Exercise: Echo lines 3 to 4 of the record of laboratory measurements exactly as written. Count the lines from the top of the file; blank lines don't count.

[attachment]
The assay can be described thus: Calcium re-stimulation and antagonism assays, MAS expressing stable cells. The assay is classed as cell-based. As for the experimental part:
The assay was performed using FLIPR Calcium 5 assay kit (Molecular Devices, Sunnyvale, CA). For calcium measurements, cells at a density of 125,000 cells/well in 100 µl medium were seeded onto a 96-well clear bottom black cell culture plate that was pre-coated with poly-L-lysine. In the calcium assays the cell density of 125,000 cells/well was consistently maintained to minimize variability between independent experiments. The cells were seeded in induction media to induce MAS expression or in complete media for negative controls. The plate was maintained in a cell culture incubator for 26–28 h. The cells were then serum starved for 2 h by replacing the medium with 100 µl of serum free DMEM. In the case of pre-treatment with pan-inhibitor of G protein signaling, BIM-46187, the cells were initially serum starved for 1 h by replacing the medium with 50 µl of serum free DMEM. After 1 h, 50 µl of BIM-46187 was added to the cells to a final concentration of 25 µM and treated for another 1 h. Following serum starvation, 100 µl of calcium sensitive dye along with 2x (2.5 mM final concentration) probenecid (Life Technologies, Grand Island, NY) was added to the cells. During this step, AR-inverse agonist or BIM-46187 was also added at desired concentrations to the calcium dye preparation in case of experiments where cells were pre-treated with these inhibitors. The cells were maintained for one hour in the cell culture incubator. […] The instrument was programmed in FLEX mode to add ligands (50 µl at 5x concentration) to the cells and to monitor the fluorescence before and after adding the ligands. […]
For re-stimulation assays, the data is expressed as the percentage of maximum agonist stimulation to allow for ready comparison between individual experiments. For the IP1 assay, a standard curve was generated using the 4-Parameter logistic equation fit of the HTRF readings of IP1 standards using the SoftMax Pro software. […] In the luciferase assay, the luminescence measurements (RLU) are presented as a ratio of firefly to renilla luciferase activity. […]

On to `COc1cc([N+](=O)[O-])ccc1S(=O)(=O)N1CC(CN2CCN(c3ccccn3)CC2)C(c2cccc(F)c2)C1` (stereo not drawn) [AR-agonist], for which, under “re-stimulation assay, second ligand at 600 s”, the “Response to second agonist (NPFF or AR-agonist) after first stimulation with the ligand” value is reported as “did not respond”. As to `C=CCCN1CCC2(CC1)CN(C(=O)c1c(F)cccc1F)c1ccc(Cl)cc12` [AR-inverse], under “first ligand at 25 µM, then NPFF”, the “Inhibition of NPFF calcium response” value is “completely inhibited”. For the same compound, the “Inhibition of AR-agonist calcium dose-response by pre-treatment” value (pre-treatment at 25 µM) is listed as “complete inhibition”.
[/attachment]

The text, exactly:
For re-stimulation assays, the data is expressed as the percentage of maximum agonist stimulation to allow for ready comparison between individual experiments. For the IP1 assay, a standard curve was generated using the 4-Parameter logistic equation fit of the HTRF readings of IP1 standards using the SoftMax Pro software. […] In the luciferase assay, the luminescence measurements (RLU) are presented as a ratio of firefly to renilla luciferase activity. […]

On to `COc1cc([N+](=O)[O-])ccc1S(=O)(=O)N1CC(CN2CCN(c3ccccn3)CC2)C(c2cccc(F)c2)C1` (stereo not drawn) [AR-agonist], for which, under “re-stimulation assay, second ligand at 600 s”, the “Response to second agonist (NPFF or AR-agonist) after first stimulation with the ligand” value is reported as “did not respond”. As to `C=CCCN1CCC2(CC1)CN(C(=O)c1c(F)cccc1F)c1ccc(Cl)cc12` [AR-inverse], under “first ligand at 25 µM, then NPFF”, the “Inhibition of NPFF calcium response” value is “completely inhibited”. For the same compound, the “Inhibition of AR-agonist calcium dose-response by pre-treatment” value (pre-treatment at 25 µM) is listed as “complete inhibition”.